Also, there are some risk factors investors should also consider before buying TDV. It’s worth reiterating that TDV is still a fairly small fund, with around $100 million under management. With an average daily trading volume of less than 10,000 shares (last 45 days), it’s certainly not as liquid as other technology ETFs and may not be suitable for traders looking to get in and out of positions quickly.

Additionally, while TDV holds large-cap tech companies like Qualcomm, while they may survive the downturn, they are not completely immune from the global economic slowdown. In a difficult global macroeconomic environment, characterized by high inflation in many countries and a strong greenback, demand for personal computers, smartphones, other devices and components such as processors and memory chips could experience a stronger than expected decline. This could harm numerous TDV holdings.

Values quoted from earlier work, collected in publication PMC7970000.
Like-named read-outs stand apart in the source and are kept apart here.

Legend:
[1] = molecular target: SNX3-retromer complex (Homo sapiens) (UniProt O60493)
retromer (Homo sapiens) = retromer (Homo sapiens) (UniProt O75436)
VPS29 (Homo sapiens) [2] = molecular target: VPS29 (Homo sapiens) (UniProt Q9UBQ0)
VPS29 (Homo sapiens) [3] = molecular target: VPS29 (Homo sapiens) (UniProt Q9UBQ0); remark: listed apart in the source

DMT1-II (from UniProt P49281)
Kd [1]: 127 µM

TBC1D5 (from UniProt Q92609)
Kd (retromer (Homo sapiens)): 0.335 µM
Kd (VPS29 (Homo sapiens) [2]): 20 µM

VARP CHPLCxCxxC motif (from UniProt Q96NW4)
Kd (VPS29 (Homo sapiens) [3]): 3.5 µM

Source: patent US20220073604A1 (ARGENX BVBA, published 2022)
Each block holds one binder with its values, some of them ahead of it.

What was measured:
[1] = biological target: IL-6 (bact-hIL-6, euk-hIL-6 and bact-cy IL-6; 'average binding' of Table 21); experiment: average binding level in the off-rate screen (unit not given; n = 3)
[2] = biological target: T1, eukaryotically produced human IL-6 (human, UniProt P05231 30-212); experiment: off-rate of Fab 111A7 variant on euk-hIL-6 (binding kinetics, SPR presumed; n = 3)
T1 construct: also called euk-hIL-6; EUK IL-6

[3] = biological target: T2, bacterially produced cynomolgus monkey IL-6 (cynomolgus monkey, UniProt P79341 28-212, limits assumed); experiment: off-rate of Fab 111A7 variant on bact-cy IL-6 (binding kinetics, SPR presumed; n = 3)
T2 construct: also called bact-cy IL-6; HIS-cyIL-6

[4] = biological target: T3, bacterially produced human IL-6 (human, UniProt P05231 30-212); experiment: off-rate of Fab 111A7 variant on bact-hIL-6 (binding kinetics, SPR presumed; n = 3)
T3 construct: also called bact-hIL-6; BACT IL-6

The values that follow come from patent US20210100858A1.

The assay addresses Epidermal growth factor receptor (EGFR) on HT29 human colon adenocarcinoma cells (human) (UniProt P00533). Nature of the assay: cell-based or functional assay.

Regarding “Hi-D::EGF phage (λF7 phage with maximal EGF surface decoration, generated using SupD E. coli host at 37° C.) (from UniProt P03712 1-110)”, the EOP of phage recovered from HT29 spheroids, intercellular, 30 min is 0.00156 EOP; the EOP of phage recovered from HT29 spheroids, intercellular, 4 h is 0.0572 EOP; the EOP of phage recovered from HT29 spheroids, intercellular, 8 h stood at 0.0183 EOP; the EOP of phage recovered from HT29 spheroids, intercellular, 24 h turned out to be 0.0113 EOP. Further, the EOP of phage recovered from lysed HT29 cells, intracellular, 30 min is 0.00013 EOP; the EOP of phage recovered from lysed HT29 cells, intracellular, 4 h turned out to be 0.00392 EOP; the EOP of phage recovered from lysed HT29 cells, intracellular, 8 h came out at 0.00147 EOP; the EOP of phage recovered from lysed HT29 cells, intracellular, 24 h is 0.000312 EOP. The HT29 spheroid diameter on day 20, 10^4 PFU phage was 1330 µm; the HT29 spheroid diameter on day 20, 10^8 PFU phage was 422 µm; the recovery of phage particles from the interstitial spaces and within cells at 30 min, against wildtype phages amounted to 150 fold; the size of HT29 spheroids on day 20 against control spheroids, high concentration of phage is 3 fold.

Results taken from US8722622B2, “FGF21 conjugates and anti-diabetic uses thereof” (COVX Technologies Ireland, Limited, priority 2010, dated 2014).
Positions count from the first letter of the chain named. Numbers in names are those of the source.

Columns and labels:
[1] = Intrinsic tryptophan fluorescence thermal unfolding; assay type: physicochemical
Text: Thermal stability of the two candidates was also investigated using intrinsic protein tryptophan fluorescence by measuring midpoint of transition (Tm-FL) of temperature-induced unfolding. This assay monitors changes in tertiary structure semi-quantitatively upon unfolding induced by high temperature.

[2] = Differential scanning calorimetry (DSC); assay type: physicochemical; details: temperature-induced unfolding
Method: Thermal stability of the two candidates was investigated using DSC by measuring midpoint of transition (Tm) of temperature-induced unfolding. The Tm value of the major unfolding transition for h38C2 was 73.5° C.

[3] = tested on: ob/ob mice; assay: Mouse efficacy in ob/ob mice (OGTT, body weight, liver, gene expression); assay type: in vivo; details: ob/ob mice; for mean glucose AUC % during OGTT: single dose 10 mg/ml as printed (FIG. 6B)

Qualcomm, for example, could see significant weakness in the smartphone market. With more than 60% of the company’s QCT revenue (its largest segment) coming from mobile phones, it could drag down the company’s earnings going forward. Similarly, other TDV holdings could also report a decline in sales and profits if the economic climate continues to deteriorate.